Valle d’Aosta, the shadow of the mafia also reaches vaccinations. And politics is silent

It must reflect the interest of the Parliamentary Anti-Mafia Commission on Valle d’Aosta, Calabria, Campania and Sicily

It is worrying to read the statements by the president of the Parliamentary Anti-Mafia Commission Nicola Morra who asks four Italian regions to provide clarification on the lists of vaccinated persons. Not the Minister of Health, not a councilor, but the Parliamentary Anti-Mafia Commission.

At the center of attention are Sicily, Calabria, Campania and Valle d’Aosta.

These four are not the only Italian regions to have a particularly high number of vaccinated in the “others” category. For example, even in Veneto it has high numbers compared to the national average as does the Autonomous Province of Bolzano. However, Senator Morra’s statements focused on three southern regions and ours. An attention that the Aosta Valley – still at the mercy of trials and investigations on the relationship between politics and the ‘Ndrangheta – would have gladly done without. An attention that casts a heavy shadow on the vaccination campaign, making one suspect that behind the possible “cunning” of the vaccine there is much, much more.

To the statements of the president of the Parliamentary Anti-Mafia Commission the Local Health Authority of the Aosta Valley replied with a press release explaining why those “other” numbers are so high. There are people under the age of 79, firefighters, volunteers, prisoners, people in vulnerable conditions and others. Simple and legitimate explanations, but the “toto vaccinated” immediately began on social media to find the crafty who skipped the line.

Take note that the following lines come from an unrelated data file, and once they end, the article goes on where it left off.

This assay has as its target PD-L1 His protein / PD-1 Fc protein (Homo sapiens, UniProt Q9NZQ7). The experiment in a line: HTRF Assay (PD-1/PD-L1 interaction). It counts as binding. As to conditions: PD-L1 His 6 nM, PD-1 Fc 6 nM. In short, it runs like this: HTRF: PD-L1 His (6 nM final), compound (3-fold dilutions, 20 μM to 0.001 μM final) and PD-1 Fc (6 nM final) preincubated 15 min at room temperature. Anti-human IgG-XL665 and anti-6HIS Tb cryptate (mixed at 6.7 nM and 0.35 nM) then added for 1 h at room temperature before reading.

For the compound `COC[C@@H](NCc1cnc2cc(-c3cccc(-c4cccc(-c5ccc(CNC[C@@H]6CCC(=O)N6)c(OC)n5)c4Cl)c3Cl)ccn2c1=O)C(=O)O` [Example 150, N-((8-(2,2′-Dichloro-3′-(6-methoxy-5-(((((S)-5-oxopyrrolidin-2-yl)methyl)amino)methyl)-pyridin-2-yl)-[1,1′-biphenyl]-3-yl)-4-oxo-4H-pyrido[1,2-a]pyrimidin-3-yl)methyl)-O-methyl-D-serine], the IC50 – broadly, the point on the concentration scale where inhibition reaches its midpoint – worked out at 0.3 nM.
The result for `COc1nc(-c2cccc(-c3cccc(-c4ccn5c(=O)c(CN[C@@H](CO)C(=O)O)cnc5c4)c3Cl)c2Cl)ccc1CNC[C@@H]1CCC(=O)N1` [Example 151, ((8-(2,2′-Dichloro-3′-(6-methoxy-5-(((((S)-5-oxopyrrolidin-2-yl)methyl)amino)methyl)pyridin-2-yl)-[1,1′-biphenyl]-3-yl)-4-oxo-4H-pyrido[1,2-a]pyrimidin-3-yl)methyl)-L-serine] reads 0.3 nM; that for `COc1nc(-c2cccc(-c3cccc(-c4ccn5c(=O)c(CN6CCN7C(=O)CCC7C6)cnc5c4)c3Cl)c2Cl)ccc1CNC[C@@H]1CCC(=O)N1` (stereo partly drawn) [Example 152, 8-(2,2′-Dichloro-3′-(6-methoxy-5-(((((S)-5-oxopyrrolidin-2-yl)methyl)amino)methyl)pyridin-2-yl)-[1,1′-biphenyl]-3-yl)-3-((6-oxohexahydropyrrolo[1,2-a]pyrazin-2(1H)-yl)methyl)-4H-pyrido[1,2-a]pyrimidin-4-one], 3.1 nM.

The situation should make our leaders think above all. Instead, there was no reaction from our politicians, who are so busy these days discussing programming on a clay basis and giving vague promises in response to the cries of an angry and intolerant square.

Is it better a silence that covers everything? Better to ignore it, the voters have a short memory?

Many people from Valle d’Aosta are exasperated. Investigations on the ‘Ndrangheta, political incapacity, a pandemic that killed more than 400 people, very heavy economic repercussions, effects in the social field still impossible to calculate in the long term. And now that light at the end of the tunnel represented by vaccinations is also darkening.

The shouts from the square cannot surprise. The anger grows among those who, until recently, believed they were living in “a happy island” and now awaken in a territory even nationally considered under the yoke of homunculi devoted to power and politics “what theirs”.

Marco Camilli

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